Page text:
The Washington Nationals boast the all-time Major League pitching debut. On June 8, 2010, uber prospect Stephen Strasburg, then the most ballyhooed and scrutinized prospect in MLB history, mesmerized the baseball public as a national television audience listened to Bob Costas voice Strasburg’s dominance of the Pirates to the tune of seven innings pitched, two runs, four hits, 14 strikeouts and no walks. One could make a cogent argument that for all intents and purposes, the Nats were born that night.
The Nats have had plenty of exciting prospects debut in the years since, but by and large those debuts have disappointed or flat-out flopped. With Nats No. 4 prospect Cade Cavalli, their first-round pick in the 2020 Draft, set to debut on Friday vs. the Reds, it seems as good a time as ever to revisit and rank the prominent MLB debuts of Nats pitching prospects since Strasburg.
The following list will provide Bill James’ Game Score for each of these starts, but will not be based solely on that data point, as these are subjective. This list only includes those of pitchers who were prominent prospects at the time, either nationally or within the Nats’ system. Relievers are not included. Without further ado:
1. Brad Peacock*: 9/14/11 at Mets: 5IP, 0R, 2H, 2K, 3BB - 62 GSc
First, there is an asterisk right off the bat here, as Peacock’s start vs. the Mets was not his Major League debut. His debut came a week prior in relief against the Dodgers. However, I still chose to count this, as a one-inning relief outing on the West Coast didn’t deter from the excitement of seeing Peacock start a game. It is forgotten how good of a prospect Peacock was at this time. He was overshadowed by a rehabbing and soon-to-return Stephen Strasburg, as well as Bryce Harper in the minors at the same time. But Peacock was a top-50-type prospect who pitched in the Futures Game representing the Nats that summer. He was good, not overpowering in this game, but showed real promise. Months later, he would be part of the Gio Gonzalez trade with the A’s.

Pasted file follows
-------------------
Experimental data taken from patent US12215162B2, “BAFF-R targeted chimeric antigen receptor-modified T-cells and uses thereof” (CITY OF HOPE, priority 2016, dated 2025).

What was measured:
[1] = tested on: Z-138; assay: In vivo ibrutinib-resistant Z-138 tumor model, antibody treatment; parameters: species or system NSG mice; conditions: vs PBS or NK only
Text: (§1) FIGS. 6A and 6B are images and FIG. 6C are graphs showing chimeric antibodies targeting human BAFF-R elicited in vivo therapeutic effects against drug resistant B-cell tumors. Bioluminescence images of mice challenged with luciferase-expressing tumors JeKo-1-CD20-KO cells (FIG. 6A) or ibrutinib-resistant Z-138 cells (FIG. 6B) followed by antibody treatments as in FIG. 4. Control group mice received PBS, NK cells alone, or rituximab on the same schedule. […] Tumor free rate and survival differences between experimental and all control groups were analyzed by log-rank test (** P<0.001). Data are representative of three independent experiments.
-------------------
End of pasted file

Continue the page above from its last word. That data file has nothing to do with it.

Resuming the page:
2. Joan Adon: 10/3/21 vs. Red Sox: 5.1IP, 2R, 6H, 9K, 3BB - 54 GSc
While Adon didn’t have a national profile, he was widely considered one of the best arms in the Nats’ system. This was a surprising promotion as Adon had barely pitched above High A, but he was summoned to start the season finale against a Red Sox team fighting for its playoff life. All Adon did was outduel Chris Sale and put a major scare into Beantown. Unfortunately, the bullpen blew a lead and cost Adon the win while the Sox clinched a playoff spot. Adon showcased some serious power stuff in this audition. However, it may have done more harm than good as Adon made the Nats’ Opening Day roster in 2022 well before he was ready for such an assignment, and it has been a complete nightmare of a season for him.
3. Josiah Gray*: 8/2/21 vs. Phillies: 5IP, 1R, 4H, 2K, 2BB - 55 GSc
Another asterisk here as Gray had already made two Major League appearances for the Dodgers before this trade. Nonetheless, this was an exciting debut for Nats fans as it gave them a chance to quickly evaluate one of the key players they acquired in the Max Scherzer trade. Gray was hardly overpowering in this performance, but he was quite effective against a dangerous Phillies lineup.